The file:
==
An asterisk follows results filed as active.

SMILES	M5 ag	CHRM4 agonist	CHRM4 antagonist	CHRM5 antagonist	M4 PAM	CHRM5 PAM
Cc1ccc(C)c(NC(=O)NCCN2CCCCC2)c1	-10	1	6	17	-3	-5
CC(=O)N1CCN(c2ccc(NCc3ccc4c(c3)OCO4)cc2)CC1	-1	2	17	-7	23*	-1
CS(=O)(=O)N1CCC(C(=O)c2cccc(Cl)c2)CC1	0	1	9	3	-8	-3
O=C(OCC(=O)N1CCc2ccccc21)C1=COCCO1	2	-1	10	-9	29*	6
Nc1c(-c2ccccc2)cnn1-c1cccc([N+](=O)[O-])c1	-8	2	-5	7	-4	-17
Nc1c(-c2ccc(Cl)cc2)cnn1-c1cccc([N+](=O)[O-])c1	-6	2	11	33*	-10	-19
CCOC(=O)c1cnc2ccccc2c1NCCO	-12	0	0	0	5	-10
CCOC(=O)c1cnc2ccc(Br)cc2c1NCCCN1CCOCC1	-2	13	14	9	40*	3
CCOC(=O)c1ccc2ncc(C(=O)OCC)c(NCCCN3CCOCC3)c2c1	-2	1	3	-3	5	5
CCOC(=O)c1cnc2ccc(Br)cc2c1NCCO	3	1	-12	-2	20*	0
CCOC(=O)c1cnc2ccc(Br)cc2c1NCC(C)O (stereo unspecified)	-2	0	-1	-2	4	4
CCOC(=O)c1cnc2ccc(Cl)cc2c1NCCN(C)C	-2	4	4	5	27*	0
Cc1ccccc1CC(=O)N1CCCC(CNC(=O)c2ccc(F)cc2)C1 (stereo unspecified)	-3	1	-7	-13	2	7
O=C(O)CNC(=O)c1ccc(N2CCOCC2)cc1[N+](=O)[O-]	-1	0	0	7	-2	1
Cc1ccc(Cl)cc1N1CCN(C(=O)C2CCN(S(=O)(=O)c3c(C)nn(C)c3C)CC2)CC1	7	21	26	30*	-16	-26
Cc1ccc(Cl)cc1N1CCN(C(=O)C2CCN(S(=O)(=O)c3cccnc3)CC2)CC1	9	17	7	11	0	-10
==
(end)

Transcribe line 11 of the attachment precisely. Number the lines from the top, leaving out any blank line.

CCOC(=O)c1ccc2ncc(C(=O)OCC)c(NCCCN3CCOCC3)c2c1	-2	1	3	-3	5	5